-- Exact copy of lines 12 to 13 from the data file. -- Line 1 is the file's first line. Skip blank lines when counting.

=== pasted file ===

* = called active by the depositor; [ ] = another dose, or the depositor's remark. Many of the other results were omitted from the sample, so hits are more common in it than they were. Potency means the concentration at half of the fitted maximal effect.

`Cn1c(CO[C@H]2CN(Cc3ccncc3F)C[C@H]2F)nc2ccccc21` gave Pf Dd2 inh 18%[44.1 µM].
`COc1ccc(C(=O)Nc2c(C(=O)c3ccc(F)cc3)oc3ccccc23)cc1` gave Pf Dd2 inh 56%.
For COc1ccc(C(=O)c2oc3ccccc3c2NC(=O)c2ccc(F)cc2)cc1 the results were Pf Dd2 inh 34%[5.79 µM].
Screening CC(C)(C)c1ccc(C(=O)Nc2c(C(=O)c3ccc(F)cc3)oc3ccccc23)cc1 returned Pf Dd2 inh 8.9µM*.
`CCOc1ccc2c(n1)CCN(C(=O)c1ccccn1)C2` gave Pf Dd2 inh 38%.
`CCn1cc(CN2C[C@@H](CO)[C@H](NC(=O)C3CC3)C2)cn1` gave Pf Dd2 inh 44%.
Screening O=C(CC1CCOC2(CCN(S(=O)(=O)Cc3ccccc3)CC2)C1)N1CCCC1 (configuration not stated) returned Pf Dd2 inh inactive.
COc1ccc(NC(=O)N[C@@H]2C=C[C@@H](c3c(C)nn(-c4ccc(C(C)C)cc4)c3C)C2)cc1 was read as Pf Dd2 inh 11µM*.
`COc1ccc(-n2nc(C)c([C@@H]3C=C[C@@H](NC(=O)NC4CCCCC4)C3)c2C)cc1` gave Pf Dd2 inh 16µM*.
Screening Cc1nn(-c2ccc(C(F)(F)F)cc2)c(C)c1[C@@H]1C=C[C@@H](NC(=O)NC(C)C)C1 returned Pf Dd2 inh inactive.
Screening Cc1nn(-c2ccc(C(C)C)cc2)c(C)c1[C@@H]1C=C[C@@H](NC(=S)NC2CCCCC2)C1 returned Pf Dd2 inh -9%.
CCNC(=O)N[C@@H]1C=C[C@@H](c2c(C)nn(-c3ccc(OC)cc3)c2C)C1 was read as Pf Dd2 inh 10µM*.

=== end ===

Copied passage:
Screening Cc1nn(-c2ccc(C(C)C)cc2)c(C)c1[C@@H]1C=C[C@@H](NC(=S)NC2CCCCC2)C1 returned Pf Dd2 inh -9%.
CCNC(=O)N[C@@H]1C=C[C@@H](c2c(C)nn(-c3ccc(OC)cc3)c2C)C1 was read as Pf Dd2 inh 10µM*.